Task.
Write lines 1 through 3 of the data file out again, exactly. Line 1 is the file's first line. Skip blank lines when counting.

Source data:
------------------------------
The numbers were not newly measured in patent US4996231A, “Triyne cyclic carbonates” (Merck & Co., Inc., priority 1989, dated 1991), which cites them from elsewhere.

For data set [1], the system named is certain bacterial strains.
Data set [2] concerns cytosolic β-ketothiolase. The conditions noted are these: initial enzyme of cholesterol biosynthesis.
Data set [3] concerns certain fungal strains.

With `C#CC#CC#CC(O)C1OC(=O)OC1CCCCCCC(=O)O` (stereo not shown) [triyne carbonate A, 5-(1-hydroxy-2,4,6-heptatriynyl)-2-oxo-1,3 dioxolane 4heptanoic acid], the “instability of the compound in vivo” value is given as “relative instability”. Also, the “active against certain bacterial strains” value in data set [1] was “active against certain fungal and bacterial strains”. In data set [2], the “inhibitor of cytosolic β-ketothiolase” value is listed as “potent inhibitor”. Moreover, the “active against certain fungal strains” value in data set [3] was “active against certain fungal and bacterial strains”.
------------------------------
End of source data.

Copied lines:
The numbers were not newly measured in patent US4996231A, “Triyne cyclic carbonates” (Merck & Co., Inc., priority 1989, dated 1991), which cites them from elsewhere.

For data set [1], the system named is certain bacterial strains.
Data set [2] concerns cytosolic β-ketothiolase. The conditions noted are these: initial enzyme of cholesterol biosynthesis.